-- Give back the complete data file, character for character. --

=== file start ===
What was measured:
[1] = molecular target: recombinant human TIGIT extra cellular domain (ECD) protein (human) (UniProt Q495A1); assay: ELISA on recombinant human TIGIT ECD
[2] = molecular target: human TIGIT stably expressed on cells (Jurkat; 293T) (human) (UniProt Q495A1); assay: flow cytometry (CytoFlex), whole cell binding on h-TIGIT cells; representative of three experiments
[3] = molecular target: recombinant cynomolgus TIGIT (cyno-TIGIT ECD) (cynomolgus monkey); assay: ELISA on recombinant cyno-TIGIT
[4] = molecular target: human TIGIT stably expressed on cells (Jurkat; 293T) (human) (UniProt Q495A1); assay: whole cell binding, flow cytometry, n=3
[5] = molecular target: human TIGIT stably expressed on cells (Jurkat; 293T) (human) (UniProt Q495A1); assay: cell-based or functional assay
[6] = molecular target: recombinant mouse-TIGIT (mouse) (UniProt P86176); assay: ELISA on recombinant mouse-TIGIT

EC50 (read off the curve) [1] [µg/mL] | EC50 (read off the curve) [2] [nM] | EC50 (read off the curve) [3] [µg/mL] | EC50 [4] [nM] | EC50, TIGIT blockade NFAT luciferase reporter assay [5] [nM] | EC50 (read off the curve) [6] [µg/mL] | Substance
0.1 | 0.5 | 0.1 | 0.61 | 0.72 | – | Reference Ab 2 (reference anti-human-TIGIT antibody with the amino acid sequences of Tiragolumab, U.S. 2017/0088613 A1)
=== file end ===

What was measured:
[1] = molecular target: recombinant human TIGIT extra cellular domain (ECD) protein (human) (UniProt Q495A1); assay: ELISA on recombinant human TIGIT ECD
[2] = molecular target: human TIGIT stably expressed on cells (Jurkat; 293T) (human) (UniProt Q495A1); assay: flow cytometry (CytoFlex), whole cell binding on h-TIGIT cells; representative of three experiments
[3] = molecular target: recombinant cynomolgus TIGIT (cyno-TIGIT ECD) (cynomolgus monkey); assay: ELISA on recombinant cyno-TIGIT
[4] = molecular target: human TIGIT stably expressed on cells (Jurkat; 293T) (human) (UniProt Q495A1); assay: whole cell binding, flow cytometry, n=3
[5] = molecular target: human TIGIT stably expressed on cells (Jurkat; 293T) (human) (UniProt Q495A1); assay: cell-based or functional assay
[6] = molecular target: recombinant mouse-TIGIT (mouse) (UniProt P86176); assay: ELISA on recombinant mouse-TIGIT

EC50 (read off the curve) [1] [µg/mL] | EC50 (read off the curve) [2] [nM] | EC50 (read off the curve) [3] [µg/mL] | EC50 [4] [nM] | EC50, TIGIT blockade NFAT luciferase reporter assay [5] [nM] | EC50 (read off the curve) [6] [µg/mL] | Substance
0.1 | 0.5 | 0.1 | 0.61 | 0.72 | – | Reference Ab 2 (reference anti-human-TIGIT antibody with the amino acid sequences of Tiragolumab, U.S. 2017/0088613 A1)